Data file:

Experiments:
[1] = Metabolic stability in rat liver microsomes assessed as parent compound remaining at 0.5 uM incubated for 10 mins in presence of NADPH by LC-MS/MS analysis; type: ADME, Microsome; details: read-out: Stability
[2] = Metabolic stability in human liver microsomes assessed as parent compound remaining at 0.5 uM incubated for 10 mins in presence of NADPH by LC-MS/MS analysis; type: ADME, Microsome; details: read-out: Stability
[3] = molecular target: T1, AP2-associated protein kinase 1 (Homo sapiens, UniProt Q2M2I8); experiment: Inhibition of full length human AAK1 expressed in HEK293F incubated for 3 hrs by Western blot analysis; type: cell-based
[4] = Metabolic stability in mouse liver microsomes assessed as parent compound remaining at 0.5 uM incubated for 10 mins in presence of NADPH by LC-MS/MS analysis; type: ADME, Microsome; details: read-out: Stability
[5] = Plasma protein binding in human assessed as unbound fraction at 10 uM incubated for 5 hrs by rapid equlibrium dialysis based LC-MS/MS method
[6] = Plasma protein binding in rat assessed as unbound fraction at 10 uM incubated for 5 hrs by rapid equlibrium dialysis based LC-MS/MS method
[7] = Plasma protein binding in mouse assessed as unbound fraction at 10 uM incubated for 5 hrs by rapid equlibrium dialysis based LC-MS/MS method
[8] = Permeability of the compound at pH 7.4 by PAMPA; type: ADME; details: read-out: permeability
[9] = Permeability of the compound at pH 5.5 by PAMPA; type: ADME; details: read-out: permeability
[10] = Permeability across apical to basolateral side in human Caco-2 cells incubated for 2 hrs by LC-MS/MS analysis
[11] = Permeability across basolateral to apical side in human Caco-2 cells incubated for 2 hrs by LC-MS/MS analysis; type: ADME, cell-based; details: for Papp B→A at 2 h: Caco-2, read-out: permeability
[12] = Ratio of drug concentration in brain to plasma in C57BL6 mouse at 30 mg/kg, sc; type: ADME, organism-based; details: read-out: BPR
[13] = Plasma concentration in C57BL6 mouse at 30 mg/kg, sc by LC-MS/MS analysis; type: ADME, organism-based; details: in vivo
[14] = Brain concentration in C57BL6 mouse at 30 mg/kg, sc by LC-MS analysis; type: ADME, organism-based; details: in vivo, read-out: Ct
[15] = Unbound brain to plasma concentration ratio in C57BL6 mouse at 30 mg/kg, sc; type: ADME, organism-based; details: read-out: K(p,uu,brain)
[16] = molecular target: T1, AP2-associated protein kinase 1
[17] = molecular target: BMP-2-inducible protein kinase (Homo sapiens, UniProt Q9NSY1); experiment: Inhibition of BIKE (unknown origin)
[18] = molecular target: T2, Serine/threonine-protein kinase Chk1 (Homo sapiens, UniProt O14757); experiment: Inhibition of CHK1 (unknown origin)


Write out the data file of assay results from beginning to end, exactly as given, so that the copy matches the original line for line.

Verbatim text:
Experiments:
[1] = Metabolic stability in rat liver microsomes assessed as parent compound remaining at 0.5 uM incubated for 10 mins in presence of NADPH by LC-MS/MS analysis; type: ADME, Microsome; details: read-out: Stability
[2] = Metabolic stability in human liver microsomes assessed as parent compound remaining at 0.5 uM incubated for 10 mins in presence of NADPH by LC-MS/MS analysis; type: ADME, Microsome; details: read-out: Stability
[3] = molecular target: T1, AP2-associated protein kinase 1 (Homo sapiens, UniProt Q2M2I8); experiment: Inhibition of full length human AAK1 expressed in HEK293F incubated for 3 hrs by Western blot analysis; type: cell-based
[4] = Metabolic stability in mouse liver microsomes assessed as parent compound remaining at 0.5 uM incubated for 10 mins in presence of NADPH by LC-MS/MS analysis; type: ADME, Microsome; details: read-out: Stability
[5] = Plasma protein binding in human assessed as unbound fraction at 10 uM incubated for 5 hrs by rapid equlibrium dialysis based LC-MS/MS method
[6] = Plasma protein binding in rat assessed as unbound fraction at 10 uM incubated for 5 hrs by rapid equlibrium dialysis based LC-MS/MS method
[7] = Plasma protein binding in mouse assessed as unbound fraction at 10 uM incubated for 5 hrs by rapid equlibrium dialysis based LC-MS/MS method
[8] = Permeability of the compound at pH 7.4 by PAMPA; type: ADME; details: read-out: permeability
[9] = Permeability of the compound at pH 5.5 by PAMPA; type: ADME; details: read-out: permeability
[10] = Permeability across apical to basolateral side in human Caco-2 cells incubated for 2 hrs by LC-MS/MS analysis
[11] = Permeability across basolateral to apical side in human Caco-2 cells incubated for 2 hrs by LC-MS/MS analysis; type: ADME, cell-based; details: for Papp B→A at 2 h: Caco-2, read-out: permeability
[12] = Ratio of drug concentration in brain to plasma in C57BL6 mouse at 30 mg/kg, sc; type: ADME, organism-based; details: read-out: BPR
[13] = Plasma concentration in C57BL6 mouse at 30 mg/kg, sc by LC-MS/MS analysis; type: ADME, organism-based; details: in vivo
[14] = Brain concentration in C57BL6 mouse at 30 mg/kg, sc by LC-MS analysis; type: ADME, organism-based; details: in vivo, read-out: Ct
[15] = Unbound brain to plasma concentration ratio in C57BL6 mouse at 30 mg/kg, sc; type: ADME, organism-based; details: read-out: K(p,uu,brain)
[16] = molecular target: T1, AP2-associated protein kinase 1
[17] = molecular target: BMP-2-inducible protein kinase (Homo sapiens, UniProt Q9NSY1); experiment: Inhibition of BIKE (unknown origin)
[18] = molecular target: T2, Serine/threonine-protein kinase Chk1 (Homo sapiens, UniProt O14757); experiment: Inhibition of CHK1 (unknown origin)